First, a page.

By Trent Sanders, Vice President of Healthcare at Kyndryl

Hospitals in the U.S. are under strain, and many are closing. This is bad news for the communities these hospitals serve, and in some cases, it’s leading to the formation of healthcare deserts for inpatient and outpatient care. And all of this is happening just as the tail-end of America’s largest population cohort enters a period of both greater care needs and longer life expectancies.

While most of us are familiar with the services side of hospitals and healthcare systems, the back-office operations are just as important for patient care and a hospital’s financial stability. This is true even when many hospitals have serious “technical debt.” Their IT systems are outdated, siloed, lacking in scalability and increasingly subject to cybersecurity threats.

Here are three approaches hospitals can take to resolve their technology issues and strengthen their bottom lines.

1. Position to survive and thrive

Many hospitals that were already under financial pressure before the global pandemic never fully recovered in the years since. For rural areas in particular, hospital closures make it harder for millions of Americans to access vital healthcare services. According to the Center for Healthcare Quality and Payment Reform, more than 30% of all rural hospitals in the U.S. are at risk of closing. Rising costs and debt are leaving hospitals vulnerable to challenges ranging from unrecoverable payments to inadequate access to capital and smaller profit margins to increasing telehealth demands that strain or overwhelm already inadequate IT systems.

Solutions to addressing technical debt across the healthcare industry begin with expert assessments of IT systems, followed by the co-creation of a strategic roadmap to address current and anticipated needs. The good news is that since hospitals typically have fewer IT systems because of their technical debt, formulating system diagnoses can be less challenging. The first step is to enlist a partner with industry and technical expertise, and tap into a solutions ecosystem that delivers the right tools for the job. 

By the numbers: healthcare costs

$42.5 billion

Between 2021 and 2023, hospital labor costs — which account for an average of 60% of their budget — increased by over $42.5 billion.*

Over 30%

More than 30% of rural hospitals in the U.S. are at risk of closing, which could affect millions of patients.**

2. Strategic sourcing to fund the future

It is common for hospitals to seek outside partners to drive better patient outcomes — as an example, many hospitals outsource everything from specialty physician groups to laundry and food services. Similarly, there are many reasons to outsource IT. An integrated approach to sourcing can help healthcare providers identify spending efficiencies, minimize supply-chain risks and improve visibility into pricing and forecasting. This is another area where having access to shared-value partnerships and an ecosystem of solutions providers can be critical to driving performance improvements and growth.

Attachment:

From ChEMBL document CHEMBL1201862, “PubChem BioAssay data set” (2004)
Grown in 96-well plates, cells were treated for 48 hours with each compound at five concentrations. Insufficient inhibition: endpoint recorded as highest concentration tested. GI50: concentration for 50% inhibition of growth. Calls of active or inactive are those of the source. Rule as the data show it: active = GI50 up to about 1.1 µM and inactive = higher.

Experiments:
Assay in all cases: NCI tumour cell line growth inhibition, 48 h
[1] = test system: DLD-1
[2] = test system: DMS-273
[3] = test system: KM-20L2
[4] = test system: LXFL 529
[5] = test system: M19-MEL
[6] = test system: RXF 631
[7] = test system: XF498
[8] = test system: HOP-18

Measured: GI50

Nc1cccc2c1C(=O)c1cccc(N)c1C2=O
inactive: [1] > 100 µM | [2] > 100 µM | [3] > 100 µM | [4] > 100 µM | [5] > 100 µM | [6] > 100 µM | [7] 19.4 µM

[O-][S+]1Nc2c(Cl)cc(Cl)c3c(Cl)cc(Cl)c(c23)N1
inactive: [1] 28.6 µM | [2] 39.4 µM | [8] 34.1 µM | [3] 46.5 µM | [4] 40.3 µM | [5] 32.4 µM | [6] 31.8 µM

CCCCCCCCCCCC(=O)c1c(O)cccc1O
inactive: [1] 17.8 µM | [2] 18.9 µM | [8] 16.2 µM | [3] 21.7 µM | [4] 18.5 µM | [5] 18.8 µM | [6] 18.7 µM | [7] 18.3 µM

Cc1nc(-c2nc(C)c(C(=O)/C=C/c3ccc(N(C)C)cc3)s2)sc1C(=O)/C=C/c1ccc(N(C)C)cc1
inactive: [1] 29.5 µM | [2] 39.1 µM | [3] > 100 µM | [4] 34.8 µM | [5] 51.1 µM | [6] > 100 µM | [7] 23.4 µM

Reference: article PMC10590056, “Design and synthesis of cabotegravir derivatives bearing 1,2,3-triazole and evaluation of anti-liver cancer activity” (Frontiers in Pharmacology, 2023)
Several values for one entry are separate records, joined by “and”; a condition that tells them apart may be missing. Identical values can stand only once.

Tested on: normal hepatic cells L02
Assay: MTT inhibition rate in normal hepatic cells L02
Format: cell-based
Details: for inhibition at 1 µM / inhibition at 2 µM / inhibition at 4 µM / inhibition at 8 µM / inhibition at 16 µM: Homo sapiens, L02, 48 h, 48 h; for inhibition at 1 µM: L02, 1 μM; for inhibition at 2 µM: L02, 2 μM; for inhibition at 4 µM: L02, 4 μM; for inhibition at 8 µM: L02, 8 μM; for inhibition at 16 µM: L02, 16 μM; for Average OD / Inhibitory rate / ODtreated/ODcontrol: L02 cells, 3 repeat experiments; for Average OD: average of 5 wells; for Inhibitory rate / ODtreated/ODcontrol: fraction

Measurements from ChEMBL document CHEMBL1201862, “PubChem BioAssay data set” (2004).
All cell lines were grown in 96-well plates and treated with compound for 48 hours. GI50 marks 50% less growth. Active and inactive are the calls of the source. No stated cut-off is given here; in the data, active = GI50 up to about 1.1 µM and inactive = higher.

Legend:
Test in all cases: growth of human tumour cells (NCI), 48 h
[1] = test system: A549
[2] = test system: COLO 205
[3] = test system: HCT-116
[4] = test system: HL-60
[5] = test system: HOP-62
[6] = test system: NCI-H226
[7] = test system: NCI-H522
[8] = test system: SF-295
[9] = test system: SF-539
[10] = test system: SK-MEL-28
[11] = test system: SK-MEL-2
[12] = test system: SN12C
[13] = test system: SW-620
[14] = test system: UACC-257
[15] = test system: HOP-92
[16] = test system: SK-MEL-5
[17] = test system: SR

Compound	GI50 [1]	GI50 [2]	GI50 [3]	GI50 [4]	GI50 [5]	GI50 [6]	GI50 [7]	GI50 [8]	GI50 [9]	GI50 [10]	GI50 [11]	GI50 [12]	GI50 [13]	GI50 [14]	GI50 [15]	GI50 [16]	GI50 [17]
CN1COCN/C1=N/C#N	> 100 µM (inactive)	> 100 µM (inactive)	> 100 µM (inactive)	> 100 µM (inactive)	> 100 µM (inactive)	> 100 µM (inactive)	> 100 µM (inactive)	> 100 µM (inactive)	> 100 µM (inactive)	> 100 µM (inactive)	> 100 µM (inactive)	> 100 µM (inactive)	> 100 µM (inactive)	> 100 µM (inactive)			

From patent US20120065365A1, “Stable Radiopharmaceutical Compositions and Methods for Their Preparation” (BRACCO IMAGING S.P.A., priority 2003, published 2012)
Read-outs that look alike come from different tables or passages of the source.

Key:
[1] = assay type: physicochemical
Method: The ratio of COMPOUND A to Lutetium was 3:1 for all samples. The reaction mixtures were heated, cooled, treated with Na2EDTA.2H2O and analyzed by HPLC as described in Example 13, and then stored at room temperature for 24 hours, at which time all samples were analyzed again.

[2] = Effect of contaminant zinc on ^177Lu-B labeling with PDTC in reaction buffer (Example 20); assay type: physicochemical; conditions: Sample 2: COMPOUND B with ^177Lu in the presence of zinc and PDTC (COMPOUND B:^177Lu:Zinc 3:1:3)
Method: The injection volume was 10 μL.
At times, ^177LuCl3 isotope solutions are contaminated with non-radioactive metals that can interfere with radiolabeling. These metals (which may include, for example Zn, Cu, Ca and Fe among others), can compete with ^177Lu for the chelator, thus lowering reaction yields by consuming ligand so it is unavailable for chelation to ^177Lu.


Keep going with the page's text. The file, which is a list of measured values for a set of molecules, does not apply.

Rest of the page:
For example, with a focus on shared services, healthcare systems and their partners can use industry benchmark data to help improve decision-making. This level of analysis can assist hospitals in balancing their IT investments to help enable speedy modernization and return on investment. Working with the right services providers also enables pressure testing to determine the functionality and robustness of a modernized IT estate. The goal is to improve employee and patient engagement, increase net patient revenue, develop sustainable cost models and reduce expenses.

3. Achieve improvements and savings in shared services

By working with their IT services and ecosystem partners, healthcare systems can use technology to deliver performance improvements and margin lift. Collaboration on shared goals (measured against industry benchmarks) can also yield improvements in a healthcare system’s Net Promoter Score (NPS), increase Net Patient Revenue (NPR) and reduce costs. When healthcare systems and their partners work together to achieve a joint innovation agenda, they can accelerate IT modernization while also investing for strategic initiatives and growth.

A healthcare system doesn’t have to compromise its culture or relinquish control when entering a sourcing contract. The keys to success will be having shared metrics and the right governance model.

Costs of Caring, American Hospital Association, May 2024
** Rural Hospitals at Risk, Center for Healthcare Quality and Payment Reform, April 2024

Trent Sanders

Vice President of Healthcare

Related Industries